6 June 2013

SANTIAGO YDAÑEZ: SCHMUTZIGER SCHNEE

Santiago Ydañez _ Schmutziger Schnee _ photos by artfridge _ Courtesy Invaliden1 Santiago Ydañez _ Schmutziger Schnee _ photos by artfridge _ Courtesy Invaliden1 Santiago Ydañez _ Schmutziger Schnee _ photos by artfridge _ Courtesy Invaliden1 Santiago Ydañez _ Schmutziger Schnee _ photos by artfridge _ Courtesy Invaliden1
all works by Santiago Ydañez in the exhibition "Schmutziger Schnee" at Invaliden1 in Berlin, all photos by artfridge, courtesy Invaliden1 

"This is not allowed!", a little boy says to his mum, pointing at the black and white portrait of a man, who looks quite familiar to him. "You mean, because its Hitler?", his mum asks, and the boy answers "No, this is Dali!" 
Santiago Ydañez will be happy about this dialogue. It took place at his current show "Schmutziger Schnee" (Dirty Snow) at Invaliden1 gallery in Berlin. While most of his works employ irony, this particular show intends to fight intolerance with irony, which includes German's being incapable of making fun of anything related to the second world war. 

The Hitler-Dali-Hybrid is a true hightlight: his eyes are pierced by his ridiculously extensive moustache, his mouth forms into a cynical smile. Everything Ydañez paints appears effortless: The brushstrokes are huge, the paint is roughly applied, and still, the characters have striking facial expressions. Most of them  face the visitors, sending a hypnotising view out in the gallery space and charging it with secrecy. Ydañez chose a dark green museum colour for the walls, enforcing the mysterious feel, and placed the paintings in old wooden frames.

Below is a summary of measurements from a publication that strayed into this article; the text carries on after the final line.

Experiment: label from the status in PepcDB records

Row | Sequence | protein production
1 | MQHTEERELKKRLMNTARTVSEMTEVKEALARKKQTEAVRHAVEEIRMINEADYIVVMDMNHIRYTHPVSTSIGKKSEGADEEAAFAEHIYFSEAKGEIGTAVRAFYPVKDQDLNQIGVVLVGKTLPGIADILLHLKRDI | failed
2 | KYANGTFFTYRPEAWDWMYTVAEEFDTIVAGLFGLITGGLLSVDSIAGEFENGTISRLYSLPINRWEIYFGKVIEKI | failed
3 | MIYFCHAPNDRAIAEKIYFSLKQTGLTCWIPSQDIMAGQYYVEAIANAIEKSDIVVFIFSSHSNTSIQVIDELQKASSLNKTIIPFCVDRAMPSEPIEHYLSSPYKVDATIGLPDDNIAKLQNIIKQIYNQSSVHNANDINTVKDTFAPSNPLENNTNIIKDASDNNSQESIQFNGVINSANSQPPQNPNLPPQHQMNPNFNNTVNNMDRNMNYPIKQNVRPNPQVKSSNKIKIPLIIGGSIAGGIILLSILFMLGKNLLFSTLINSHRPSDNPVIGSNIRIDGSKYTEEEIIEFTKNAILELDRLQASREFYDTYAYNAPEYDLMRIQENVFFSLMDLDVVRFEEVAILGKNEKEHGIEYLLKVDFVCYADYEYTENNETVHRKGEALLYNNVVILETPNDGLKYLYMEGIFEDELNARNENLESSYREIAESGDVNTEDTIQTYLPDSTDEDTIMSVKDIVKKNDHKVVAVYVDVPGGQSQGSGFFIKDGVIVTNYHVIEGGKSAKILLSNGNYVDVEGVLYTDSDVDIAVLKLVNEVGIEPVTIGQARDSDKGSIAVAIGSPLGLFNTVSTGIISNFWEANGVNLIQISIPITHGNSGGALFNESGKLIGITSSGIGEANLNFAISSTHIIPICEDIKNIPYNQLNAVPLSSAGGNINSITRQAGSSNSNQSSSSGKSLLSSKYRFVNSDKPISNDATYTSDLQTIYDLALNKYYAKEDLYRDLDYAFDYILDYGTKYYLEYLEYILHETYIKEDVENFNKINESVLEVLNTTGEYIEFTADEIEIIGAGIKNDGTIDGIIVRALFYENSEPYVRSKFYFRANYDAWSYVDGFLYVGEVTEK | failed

It is not for the first time that the Spanish painter plays with old traditions and old-fashionedness. He highlights the old, in fact adulates it, and finds back to the contemporary only by using irony. Most of his works show portraits of people or animals, kept in earthly or black and white tones: Dogs, birds, babies. Three pieces are placed in small glass cabinets. These are untypical in Ydañez' Oeuvre, as they are small paintings, showing for example a portrait of writer Thomas Mann, applied inside antique pocket books. While the artist usually prefers to paint with large brushes, as he loves the physical act of painting process itself (see the ->interview I did with him a year ago), the small book portraits miniaturize his work. They are presented as precious little treasures that keep a whole story hidden inside the old hardcover.

In "Schmutziger Schnee" Santiago Ydañez becomes the story-teller: not only because his book paintings suggest a narrative reading, but also because each painting refers to a singular image that has been ripped out of a story - they are moments, random shots, inviting to rest and to meditate on their past.



Schmutziger Schnee
Santiago Ydañez 
May 24th - June 22nd 2013

invaliden1 Galerie
Schönleinstr. 25
10967 Berlin
Opening Hours: Tuesday to Saturday // 11 am - 6 pm



Santiago Ydañez _ Schmutziger Schnee _ photos by artfridge _ Courtesy Invaliden1 Santiago Ydañez _ Schmutziger Schnee _ photos by artfridge _ Courtesy Invaliden1
all works by Santiago Ydañez in the exhibition "Schmutziger Schnee" at Invaliden1 in Berlin, all photos by artfridge, courtesy Invaliden1 

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